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Evangelist: Book stirred him ‘to confess my sin and weep’

MAYFIELD, Ky. (BP)–The evangelist whose preaching helped spark an impromptu revival in western Kentucky credits this move of God to a book written by controversial Chattanooga, Tenn., pastor Ron Phillips.

Brady Weldon said “Awakened By The Spirit” had a profound effect on his spiritual life. He received the book in late April from Scott Monroe, a member of Phillips’ church who the music evangelist at a crusade Weldon was leading in Illinois.

As soon as he read how the pastor of Central Baptist Church felt spiritually dry before encountering the Holy Spirit, Weldon said he recognized that described his own life.

He read the entire book in one afternoon at the bed and breakfast where he was staying. When he finished, he fell on his face, weeping.

“I had a deep hunger for God which couldn’t be quenched by going to church and preaching revivals,” said the evangelist from Martin, Tenn. “God was speaking to me through this book. He broke me. I began to confess my sin and weep.

“God walked in and said, ‘You’ve been sinful. You’ve preached for 10 years under your own strength. It’s time to let go.’ It was like he was saying, ‘You’re not going to find it through preaching, you’re not going to find it through crusades, all your help comes through me.'”

In addition to “Awakened By The Spirit,” the evangelist said he had read many other books on revival movements, such as those led by John Wesley and Charles Finney. He had to confess that he didn’t see that kind of power in his evangelistic campaigns. In fact, preparing his messages had become drudgery, he said.

But when he read Phillips’ book, he sensed the Lord telling him, “When you’re willing to give up everything to know me, that’s when you’ll have your ministry.”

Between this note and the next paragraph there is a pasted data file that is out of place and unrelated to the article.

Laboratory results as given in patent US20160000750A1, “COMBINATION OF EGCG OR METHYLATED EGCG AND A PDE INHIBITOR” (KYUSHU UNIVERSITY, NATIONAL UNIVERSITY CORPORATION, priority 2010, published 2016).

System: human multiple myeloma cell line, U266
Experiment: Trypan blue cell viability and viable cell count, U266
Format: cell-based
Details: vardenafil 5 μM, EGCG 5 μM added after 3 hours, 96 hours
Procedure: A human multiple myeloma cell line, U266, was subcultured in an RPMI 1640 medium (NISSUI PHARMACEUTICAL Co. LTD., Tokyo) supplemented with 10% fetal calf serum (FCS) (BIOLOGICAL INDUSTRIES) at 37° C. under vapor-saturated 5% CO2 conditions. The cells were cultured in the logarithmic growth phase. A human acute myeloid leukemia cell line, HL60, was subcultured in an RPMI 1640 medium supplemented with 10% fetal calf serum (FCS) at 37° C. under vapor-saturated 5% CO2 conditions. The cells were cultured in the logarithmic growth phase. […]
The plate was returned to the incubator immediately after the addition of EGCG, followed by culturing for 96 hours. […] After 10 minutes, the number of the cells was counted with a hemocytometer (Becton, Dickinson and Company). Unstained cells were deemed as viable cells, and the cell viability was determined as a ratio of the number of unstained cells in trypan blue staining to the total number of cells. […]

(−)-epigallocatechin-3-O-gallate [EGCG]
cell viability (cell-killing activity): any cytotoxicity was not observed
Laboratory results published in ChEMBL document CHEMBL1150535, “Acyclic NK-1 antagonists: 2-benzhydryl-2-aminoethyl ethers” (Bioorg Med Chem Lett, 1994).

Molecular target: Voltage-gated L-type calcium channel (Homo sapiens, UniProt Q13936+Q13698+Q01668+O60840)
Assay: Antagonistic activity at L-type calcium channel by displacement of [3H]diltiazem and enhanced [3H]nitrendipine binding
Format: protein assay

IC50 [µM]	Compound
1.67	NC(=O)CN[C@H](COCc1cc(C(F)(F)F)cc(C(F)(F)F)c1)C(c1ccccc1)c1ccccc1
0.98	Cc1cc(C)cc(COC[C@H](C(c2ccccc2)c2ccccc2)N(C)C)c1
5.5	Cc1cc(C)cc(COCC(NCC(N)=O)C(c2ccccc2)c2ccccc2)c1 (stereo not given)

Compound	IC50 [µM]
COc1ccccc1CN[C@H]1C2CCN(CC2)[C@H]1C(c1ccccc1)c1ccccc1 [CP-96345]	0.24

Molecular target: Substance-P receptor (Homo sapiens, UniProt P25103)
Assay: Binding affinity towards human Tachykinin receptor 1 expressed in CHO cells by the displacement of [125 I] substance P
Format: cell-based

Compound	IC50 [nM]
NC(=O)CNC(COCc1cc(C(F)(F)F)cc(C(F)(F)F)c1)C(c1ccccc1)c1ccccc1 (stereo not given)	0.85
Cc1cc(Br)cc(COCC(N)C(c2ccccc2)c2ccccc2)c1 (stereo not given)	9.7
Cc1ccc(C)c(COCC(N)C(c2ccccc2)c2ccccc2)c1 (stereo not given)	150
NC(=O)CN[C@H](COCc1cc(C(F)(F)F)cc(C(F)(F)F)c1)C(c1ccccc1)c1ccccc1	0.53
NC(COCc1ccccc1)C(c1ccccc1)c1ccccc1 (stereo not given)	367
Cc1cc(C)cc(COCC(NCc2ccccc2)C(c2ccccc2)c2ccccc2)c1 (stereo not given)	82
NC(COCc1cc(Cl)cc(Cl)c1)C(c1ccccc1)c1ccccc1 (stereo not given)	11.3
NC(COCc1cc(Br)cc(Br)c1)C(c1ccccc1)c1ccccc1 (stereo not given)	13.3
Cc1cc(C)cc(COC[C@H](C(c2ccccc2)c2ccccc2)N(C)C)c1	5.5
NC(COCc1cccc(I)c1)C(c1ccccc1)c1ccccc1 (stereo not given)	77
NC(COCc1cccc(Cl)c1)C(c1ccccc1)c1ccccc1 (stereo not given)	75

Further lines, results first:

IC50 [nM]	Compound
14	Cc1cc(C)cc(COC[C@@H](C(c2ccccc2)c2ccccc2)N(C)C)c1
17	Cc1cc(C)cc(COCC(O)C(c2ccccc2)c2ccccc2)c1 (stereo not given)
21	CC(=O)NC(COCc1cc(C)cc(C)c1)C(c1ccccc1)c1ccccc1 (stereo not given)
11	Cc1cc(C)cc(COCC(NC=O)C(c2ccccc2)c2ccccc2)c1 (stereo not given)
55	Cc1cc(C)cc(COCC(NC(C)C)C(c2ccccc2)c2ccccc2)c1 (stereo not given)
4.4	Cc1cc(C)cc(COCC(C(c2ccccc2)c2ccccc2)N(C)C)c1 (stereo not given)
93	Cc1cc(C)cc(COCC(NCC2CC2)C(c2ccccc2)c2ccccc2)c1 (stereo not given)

That afternoon, God gave him more than a dozen sermons. He has preached them all at Trace Creek Baptist Church near Mayfield, Ky., which is hosting the crusade on Friday, Saturday and Sunday nights. The church is located seven miles north of Mayfield in western Kentucky.

More than 650 salvation decisions have been recorded during the 10-week-long event, although one pastor believes the total number in the area is closer to 1,000.

A former president of the Tennessee Baptist Convention and chairman of the Home (now North American) Mission Board, Phillips has upset some Southern Baptists with his advocacy of spiritual gifts, including speaking in tongues.

Published last November, his book emphasizes Southern Baptists’ history as radical reformers and avid worshipers who participated in demonstrative revival movements. It also argues that spiritual gifts are still active in Christians’ lives.

While Weldon hasn’t experienced tongues or other signs associated with charismatics, he said he can’t ignore the key role Phillips played in his life.

“I am very much a conservative Baptist but God used that book,” he said. “Truth is truth and it will stand. As soon as I read it, I was aware of every sin in my life. It has changed me to this day.”

It also has had an impact at every meeting since, said the evangelist, who was preaching in Parsons, Tenn., before traveling to Jackson, Miss., the week of July 17.

His first meeting in Parsons, a small town in southwestern Tennessee, lasted for more than three hours. Many people were weeping and repenting of sin, he said.

“It’s God doing it,” Weldon said. “Since that day God rocked my world in that bed and breakfast, in every revival meeting I have seen a hunger among the people that grows as it goes along.

“[God] has continued teaching me ever since. I’m seeing him pour out his spirit in a way I’ve never seen in 10 years. The Lord is doing a great work.”

    About the Author

  • Ken Walker